Feb 21 • 5M

A story of parts in parts

Part 2: The proprietor

Open in playerListen on);
Toward a more perfect union of arts and sciences
Episode details

This post is second in a series based on a prompt from my therapist: riffing on the Internal Family Systems theoretical framework, she invited me to name and describe the different entities that make up my self, and my mind. First was Wim. Second, the proprietor.

I am trying out the audio narration option for the first time here, so if you prefer to listen to the story, by all means, press play, and let me know what you think.

Wim got to the shop door to find the closed sign hanging there. Wordless, bearing only a carved image of a long-lashed, shut eye, Wim turned it around to display a wide open one and pushed through the unlocked door. The proprietor was seated, as usual, on a stool behind a long soapstone counter salvaged from a middle school science classroom. As a result of its prior life, scratched into its surface were a lot of rudimentary drawings of penises, and pairs of initials in hearts, and the words “Amanda gave me clamidya.”

“Why do you always leave the closed sign up,” Wim asked, emptying the contents of several pockets onto the counter, “you’re always here.”

“By chance or by appointment,” the proprietor answered.

“But you don’t take appointments and there’s never any chance,” Wim said.

“You turn up with these piles of flotsam and jetsam and detritus so frequently I don’t have time to sort it all. It’s a fire hazard and I’m not taking that on my conscience simply because you’re in a hurry.”

Wim’s hair was a tuft of milkweed silk. “I just think you could let people in more often and not wait until you’ve got things just so all the time. People can appreciate all this now and not wait until you’ve got it all polished to a high sheen.”

The proprietor waved a finger toward the back of the shop. “Air lock, Wim.”

The air lock looked like an old phone booth with rubberized seals at all the joins. Once inside, Wim felt the rush of air as the system revved. A sign indicated that Wim should pick up a hose attachment mounted on the wall and thoroughly vacuum out all pockets, folds of fabric, and turned up hems. Wim did, and, once finished, headed back out of the booth. The proprietor was already scrutinizing the airlock’s printout—a graph with multi-colored peaks of varying heights. Wim didn’t understand how they worked, and was perpetually amazed when the proprietor turned the little graphical mountains into an exact report of where Wim had been.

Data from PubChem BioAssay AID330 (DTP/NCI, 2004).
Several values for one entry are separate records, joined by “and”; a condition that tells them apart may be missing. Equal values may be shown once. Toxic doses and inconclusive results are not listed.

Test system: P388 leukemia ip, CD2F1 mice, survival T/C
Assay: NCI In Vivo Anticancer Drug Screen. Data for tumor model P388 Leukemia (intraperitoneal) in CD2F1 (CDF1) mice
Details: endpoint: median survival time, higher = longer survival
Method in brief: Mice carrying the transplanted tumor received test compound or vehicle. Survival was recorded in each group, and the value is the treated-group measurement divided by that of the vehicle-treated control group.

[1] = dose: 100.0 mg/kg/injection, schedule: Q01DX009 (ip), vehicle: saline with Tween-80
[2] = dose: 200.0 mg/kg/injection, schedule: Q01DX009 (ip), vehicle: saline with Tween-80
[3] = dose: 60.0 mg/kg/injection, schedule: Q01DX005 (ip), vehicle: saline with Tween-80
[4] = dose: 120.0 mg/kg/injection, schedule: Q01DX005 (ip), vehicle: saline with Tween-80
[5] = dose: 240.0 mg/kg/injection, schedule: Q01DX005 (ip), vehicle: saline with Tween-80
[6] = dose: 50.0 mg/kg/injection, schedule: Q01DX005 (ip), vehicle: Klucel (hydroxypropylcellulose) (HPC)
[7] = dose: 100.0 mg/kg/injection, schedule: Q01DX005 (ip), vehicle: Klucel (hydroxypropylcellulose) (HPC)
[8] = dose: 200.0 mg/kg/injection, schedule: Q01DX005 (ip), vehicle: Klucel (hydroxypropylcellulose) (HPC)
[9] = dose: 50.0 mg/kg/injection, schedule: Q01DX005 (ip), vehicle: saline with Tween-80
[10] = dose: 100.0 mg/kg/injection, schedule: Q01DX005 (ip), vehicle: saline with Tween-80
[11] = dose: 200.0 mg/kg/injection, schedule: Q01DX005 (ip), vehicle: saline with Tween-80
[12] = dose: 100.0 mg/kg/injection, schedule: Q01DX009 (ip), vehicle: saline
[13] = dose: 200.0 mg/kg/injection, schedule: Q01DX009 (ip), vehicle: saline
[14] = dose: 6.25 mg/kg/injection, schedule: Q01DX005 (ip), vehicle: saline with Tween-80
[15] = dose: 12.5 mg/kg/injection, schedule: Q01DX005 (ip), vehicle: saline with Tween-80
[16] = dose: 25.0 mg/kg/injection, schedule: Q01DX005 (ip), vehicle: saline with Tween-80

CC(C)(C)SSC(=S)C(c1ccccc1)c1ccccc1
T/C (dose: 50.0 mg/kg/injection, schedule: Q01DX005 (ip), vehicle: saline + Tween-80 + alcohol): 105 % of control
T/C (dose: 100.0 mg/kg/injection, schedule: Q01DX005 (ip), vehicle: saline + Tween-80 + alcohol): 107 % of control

“Elementary school cafeteria, then the little harbor on a falling tide, a long stint in the bakery, and a sit by a campfire—red oak fueled, wet wood, punky.”

mixed media drawing/collage of the proprietor's shop; skulls, plants, paintings, a pair of dueling taxidermied frogs, etc.

The proprietor was like this; he took complex things apart into their parts, and then combined things in weird ways no one ever heard of before. The system of organization in the shop was discernible to no one else but him. He sifted and sorted whatever Wim brought in. His shop was tidy, but it was always unclear why one thing belonged with another. He’d devised a series of metal hoppers that he sorted things into based on his inscrutable logic. Pipes led from each hopper down to a single spigot. Little knobs and levers controlled the input from each one, so the mixture could be titrated. What came out the spigot was a sort of three-ply yarn that the proprietor could make stories out of. He also had a device that was kind of a reverse prism attached to a sort of juicer. The colors would get squeezed out of whatever things he put into it, and then all those colors would focus together through the prism into a single lightbeam that he could write with. All of this is approximate; no one really knows how the proprietor decides what goes with what, or how exactly he makes the things he makes, but he does decide, and he does make, and when people see the things he connects and juxtaposes they always end up saying, “You’re right, it is like that.”

Wim pointed to the door and said, “If you’re going to keep the closed sign up all the time, why do you leave the door unlocked?”

“Because when the closed sign is up, no one tries the door except you, Wim. You are an agent of chaos.”

The proprietor was wearing a set of suspenders joined at the back in a kind of harness he’d made with a swivel mounted on it between his shoulder blades. Attached to the swivel was a long, silken cord like the one tied to Wim’s overalls. The cord ran up through a series of pulleys to a high corner of the room, and then out the building through a little square window. The cord went taut just now. “Duty calls,” said the proprietor. “I know,” said Wim, and went to turn the sign back to closed.